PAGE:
*The focus is on US English grammar, so do double-check what’s usual for your type of English, if you’re using a different one.

Top writing tips from The Blue Book:

  • Use the active voice as often as you can. Instead of saying “Our travel plans were created by Jim”, for instance, try “Jim created our travel plans”.
  • Avoid “dangling modifiers”. Also funnily named “danglers”, these pesky sentence bits risk making your writing confusing. Ideally, you need to put the entity your modifier describes as close as possible to said modifier in the sentence. “The papers were ruined, as they’d been damaged by water” is preferable to “Damaged by water, the papers were ruined.”
  • When you’re writing dialogue, make sure we know who’s speaking; but don’t overuse descriptions for their speech (also called dialogue tags). Each line of dialogue should go on a new line in the text. The same applies when a new character starts speaking; and, once speaker order is established, you can drop the dialogue tags for a bit.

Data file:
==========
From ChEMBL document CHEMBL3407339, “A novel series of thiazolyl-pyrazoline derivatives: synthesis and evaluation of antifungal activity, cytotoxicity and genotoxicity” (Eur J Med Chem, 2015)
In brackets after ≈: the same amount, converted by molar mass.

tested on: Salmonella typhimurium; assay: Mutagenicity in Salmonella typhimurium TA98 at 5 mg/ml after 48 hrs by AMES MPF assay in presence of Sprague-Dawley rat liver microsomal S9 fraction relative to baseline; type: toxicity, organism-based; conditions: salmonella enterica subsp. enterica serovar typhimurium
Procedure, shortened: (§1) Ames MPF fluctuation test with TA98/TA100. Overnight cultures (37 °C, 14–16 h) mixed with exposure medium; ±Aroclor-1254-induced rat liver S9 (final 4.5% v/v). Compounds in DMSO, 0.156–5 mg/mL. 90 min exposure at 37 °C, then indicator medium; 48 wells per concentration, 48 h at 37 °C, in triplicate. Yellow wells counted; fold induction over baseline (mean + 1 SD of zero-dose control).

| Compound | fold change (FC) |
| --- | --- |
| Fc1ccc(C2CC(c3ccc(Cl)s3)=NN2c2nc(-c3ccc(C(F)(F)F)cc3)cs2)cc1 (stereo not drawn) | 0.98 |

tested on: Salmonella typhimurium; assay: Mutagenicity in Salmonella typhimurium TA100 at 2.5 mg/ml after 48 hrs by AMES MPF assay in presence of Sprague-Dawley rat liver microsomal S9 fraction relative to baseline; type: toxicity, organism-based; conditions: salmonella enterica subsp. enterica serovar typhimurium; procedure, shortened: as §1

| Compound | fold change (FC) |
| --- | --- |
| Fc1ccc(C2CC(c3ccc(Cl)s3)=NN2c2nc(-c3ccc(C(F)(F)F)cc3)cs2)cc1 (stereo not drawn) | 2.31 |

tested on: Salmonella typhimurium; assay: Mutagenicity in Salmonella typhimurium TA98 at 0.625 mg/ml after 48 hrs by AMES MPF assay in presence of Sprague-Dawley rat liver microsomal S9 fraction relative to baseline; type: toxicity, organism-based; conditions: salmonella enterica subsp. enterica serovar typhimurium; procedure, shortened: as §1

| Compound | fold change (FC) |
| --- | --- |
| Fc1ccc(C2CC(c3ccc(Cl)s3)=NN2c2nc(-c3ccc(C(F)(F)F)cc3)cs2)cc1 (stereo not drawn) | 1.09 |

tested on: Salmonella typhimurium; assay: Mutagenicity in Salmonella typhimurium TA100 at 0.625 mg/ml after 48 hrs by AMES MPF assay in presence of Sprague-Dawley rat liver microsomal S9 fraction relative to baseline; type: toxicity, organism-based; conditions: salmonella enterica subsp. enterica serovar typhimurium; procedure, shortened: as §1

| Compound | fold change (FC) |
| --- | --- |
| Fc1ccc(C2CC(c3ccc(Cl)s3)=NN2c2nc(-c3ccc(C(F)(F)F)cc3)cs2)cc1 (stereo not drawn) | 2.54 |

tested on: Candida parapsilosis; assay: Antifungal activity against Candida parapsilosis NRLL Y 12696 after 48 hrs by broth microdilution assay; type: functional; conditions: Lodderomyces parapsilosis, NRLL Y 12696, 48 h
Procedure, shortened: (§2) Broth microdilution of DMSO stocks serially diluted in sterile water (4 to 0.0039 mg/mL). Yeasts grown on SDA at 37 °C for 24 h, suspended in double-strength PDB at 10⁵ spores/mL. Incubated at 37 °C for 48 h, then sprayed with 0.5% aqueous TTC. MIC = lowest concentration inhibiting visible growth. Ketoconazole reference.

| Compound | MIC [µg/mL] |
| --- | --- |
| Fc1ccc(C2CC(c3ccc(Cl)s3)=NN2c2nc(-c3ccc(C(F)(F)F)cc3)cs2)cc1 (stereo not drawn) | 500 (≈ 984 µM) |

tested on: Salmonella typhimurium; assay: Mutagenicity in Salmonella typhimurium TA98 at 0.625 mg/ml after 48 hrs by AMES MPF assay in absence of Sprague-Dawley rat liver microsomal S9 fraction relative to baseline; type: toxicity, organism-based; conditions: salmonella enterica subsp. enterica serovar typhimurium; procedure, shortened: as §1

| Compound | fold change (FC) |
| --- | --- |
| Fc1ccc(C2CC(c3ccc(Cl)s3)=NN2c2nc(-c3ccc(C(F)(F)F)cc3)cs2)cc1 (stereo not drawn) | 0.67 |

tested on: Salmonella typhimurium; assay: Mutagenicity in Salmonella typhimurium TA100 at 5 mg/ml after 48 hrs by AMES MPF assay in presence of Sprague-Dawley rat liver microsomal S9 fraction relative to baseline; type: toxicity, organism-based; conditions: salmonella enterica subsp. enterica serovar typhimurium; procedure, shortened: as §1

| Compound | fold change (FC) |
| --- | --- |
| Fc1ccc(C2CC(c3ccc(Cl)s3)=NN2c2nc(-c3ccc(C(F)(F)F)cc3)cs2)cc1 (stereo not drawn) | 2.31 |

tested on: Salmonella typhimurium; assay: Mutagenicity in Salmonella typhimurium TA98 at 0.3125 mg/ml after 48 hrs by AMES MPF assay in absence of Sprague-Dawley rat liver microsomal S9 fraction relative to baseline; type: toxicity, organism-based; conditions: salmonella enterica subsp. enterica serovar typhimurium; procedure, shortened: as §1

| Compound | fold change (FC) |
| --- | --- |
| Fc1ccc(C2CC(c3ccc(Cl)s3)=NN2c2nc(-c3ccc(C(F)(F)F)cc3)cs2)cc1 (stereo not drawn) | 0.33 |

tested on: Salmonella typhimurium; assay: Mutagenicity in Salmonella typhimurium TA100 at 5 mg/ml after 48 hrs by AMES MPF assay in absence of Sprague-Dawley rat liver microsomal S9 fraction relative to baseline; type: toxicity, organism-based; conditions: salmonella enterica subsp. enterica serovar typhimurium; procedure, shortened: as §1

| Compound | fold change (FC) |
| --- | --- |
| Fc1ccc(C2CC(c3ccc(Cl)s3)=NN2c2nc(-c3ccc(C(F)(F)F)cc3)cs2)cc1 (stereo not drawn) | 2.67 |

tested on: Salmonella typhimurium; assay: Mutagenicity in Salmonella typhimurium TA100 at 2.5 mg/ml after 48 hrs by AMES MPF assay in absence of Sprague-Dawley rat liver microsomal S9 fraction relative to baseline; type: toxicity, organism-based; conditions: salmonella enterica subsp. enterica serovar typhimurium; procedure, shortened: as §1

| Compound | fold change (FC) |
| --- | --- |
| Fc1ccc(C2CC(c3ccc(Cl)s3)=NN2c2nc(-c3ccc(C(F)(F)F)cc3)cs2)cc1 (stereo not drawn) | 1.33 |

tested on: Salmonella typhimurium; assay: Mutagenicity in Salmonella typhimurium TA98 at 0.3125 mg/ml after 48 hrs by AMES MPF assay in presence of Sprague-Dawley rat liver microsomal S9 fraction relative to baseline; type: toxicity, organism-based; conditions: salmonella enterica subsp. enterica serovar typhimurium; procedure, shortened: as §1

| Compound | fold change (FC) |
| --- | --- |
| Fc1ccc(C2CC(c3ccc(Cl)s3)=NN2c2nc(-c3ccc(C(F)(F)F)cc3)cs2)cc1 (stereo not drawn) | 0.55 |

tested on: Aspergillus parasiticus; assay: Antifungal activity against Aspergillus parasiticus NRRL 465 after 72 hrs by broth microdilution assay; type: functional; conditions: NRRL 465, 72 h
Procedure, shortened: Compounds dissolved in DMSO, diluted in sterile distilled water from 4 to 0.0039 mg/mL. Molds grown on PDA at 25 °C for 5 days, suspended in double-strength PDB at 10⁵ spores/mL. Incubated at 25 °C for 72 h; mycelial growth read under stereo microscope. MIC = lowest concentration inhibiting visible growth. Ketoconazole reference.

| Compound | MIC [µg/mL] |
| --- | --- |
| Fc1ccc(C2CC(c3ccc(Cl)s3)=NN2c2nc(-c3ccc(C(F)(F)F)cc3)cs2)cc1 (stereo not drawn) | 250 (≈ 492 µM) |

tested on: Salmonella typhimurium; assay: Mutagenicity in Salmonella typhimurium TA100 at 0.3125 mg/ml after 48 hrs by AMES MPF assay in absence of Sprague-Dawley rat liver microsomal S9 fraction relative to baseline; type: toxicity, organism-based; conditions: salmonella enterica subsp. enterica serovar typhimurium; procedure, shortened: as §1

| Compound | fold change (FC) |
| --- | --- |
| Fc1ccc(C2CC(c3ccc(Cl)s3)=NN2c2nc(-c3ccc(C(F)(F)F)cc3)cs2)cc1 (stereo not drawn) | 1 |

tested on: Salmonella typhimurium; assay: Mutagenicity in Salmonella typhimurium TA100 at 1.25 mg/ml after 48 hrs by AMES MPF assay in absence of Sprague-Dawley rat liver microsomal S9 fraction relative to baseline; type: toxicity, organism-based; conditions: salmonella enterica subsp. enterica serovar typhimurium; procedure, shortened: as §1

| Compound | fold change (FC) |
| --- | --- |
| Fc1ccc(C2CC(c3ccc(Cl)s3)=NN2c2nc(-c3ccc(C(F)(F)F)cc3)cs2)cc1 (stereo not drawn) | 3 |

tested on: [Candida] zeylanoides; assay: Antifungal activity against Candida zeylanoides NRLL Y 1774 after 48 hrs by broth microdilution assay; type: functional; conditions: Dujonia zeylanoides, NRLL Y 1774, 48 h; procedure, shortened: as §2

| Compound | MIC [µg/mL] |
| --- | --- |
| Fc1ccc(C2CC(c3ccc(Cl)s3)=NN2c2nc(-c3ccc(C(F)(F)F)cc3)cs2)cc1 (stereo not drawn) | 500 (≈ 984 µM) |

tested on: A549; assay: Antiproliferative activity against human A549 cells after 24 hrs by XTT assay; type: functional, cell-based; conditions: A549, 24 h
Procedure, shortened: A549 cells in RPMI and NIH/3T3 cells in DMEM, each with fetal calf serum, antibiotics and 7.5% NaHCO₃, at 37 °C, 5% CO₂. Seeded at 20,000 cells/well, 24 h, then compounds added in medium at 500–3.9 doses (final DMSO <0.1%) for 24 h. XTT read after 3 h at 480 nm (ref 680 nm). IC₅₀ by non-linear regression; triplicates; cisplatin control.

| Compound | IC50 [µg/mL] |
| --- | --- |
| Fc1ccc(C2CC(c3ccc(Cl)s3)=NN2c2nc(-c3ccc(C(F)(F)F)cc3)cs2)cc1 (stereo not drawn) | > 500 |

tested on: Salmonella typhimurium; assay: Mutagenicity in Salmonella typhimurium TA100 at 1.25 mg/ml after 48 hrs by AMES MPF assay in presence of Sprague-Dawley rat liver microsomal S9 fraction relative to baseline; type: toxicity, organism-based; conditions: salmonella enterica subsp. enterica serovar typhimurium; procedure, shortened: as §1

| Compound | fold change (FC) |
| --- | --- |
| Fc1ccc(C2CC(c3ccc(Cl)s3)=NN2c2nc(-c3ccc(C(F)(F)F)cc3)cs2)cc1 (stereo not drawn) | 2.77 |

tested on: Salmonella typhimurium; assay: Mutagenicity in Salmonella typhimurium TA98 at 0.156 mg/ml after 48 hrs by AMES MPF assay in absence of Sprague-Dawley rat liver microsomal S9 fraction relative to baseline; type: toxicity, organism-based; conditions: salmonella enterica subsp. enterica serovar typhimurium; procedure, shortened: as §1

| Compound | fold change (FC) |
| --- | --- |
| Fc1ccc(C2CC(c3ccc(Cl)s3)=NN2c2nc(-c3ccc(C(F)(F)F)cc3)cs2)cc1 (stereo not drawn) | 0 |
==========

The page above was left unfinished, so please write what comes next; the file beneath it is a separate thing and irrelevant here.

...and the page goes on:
On the subject of dialogue: it’s a long-contended notion whether “said is dead” and we should be using more creative words to describe our characters’ speech. Personally, I think a few instances of “said” are absolutely fine – especially if the character’s tone is already made clear from their words.

More emphatic dialogue tags – like shouted, insisted, or whispered – can really add some flavour to your story. But if they’re used after every single sentence, your writing will feel slow, and won’t be as fun to read. Consider:

“I know you snuck out last night,” Sandra said.